Studying time management has been an extremely worthwhile endeavor. While the claims made by people selling products in this field are often exaggerated and overhyped, I did realize some genuine productivity benefits from applying the best ideas. I think some who studies time management as much as I do could achieve amazing results in his/her life. The sad truth is that most people are so incredibly bad at managing their time that rock-bottom personal productivity is simply accepted as normal. So anyone who can consistently invest 80% of their time each day in intelligent, productive activities is going to look like an overachiever by comparison. The average college student in particular is probably operating at only 20-30% of their capacity, and I’m referring to their social life in addition to academics. Most people are completely unaware of just how poor they are at time management until some “overachiever” enters their lives and makes them look bad by comparison.

It’s tempting to say that excellent time management is a result of having a great time management system. But I have not found this to be the case. I think the general mindset of time management is far more important than any system. And the mindset of time management is simply that you value your time. It’s really a self-esteem issue. If you see your life as valuable and meaningful, then you will value your time as well. If you find yourself wasting a lot of time, you probably don’t have a strong enough reason to manage your time well. No system you use will make much difference until you address the underlying issue of self-respect. If your life has no meaningful purpose, then you don’t have a compelling enough reason to improve your time management skills. You might get motivated every once in a while, but your motivation to improve just won’t last.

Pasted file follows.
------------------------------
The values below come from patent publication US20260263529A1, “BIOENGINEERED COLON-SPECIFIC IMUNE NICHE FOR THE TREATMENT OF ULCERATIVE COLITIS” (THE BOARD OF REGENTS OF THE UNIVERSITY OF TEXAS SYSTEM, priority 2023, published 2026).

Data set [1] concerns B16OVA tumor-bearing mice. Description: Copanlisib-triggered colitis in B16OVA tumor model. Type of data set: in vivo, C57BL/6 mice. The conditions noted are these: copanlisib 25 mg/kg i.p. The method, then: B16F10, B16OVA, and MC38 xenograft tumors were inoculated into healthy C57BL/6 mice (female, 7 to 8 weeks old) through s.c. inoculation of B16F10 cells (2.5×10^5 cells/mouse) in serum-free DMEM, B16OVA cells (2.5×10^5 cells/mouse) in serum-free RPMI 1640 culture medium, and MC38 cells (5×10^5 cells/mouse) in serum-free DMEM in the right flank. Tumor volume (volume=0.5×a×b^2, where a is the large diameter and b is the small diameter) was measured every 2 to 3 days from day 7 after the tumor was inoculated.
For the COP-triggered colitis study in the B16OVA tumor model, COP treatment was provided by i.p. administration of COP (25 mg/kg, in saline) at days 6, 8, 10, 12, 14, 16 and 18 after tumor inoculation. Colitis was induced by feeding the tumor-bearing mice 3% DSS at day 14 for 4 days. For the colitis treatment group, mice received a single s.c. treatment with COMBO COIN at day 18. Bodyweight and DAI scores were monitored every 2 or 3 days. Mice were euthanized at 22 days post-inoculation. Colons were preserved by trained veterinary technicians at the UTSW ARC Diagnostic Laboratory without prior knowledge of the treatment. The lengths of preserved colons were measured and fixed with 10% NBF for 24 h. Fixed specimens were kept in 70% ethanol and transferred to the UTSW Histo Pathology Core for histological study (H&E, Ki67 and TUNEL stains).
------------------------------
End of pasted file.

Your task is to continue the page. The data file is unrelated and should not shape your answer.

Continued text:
managing your timeTime management systems are seductive. They lure you in with the promise of greater productivity, more free time, faster income generation, and higher self-esteem. And some of those benefits may indeed be realized. However, another possibility is that your system becomes a distraction that prevents you from achieving real gains. You find yourself investing more and more time in meta-activities like getting organized, prioritizing objectives, and learning the latest productivity software. Actually doing the tasks that your system is designed to manage becomes almost an afterthought… perhaps even an annoyance. Instead of helping you increase productivity, your system becomes a means to disguise low productivity. This is a common problem for people who haven’t yet identified a purpose for their lives. The system provides the illusion of productivity, but when you strip it down to its bare essence, you find it’s a house of straw. There’s nothing there. When you sum up all the tasks, they amount to nothing but busywork and trivialities. Whether or not they actually get done is of little consequence in the grand scheme of things. In the long run, no one will care anyway. If you find yourself in this situation, you’ve simply lost sight of the real purpose of time management.


The real gains in time management are realized at the top, not the bottom.  If your high-level strategic decisions are based on an inaccurate understanding of reality, then your mission, goals, projects, and actions will be virtually meaningless in the grand scheme of things.  All of your accomplishments will be little more than busywork.  This article and the following ones in this category presents ways to resolve this situation and to know whether or not you’re setting the right goals to begin with.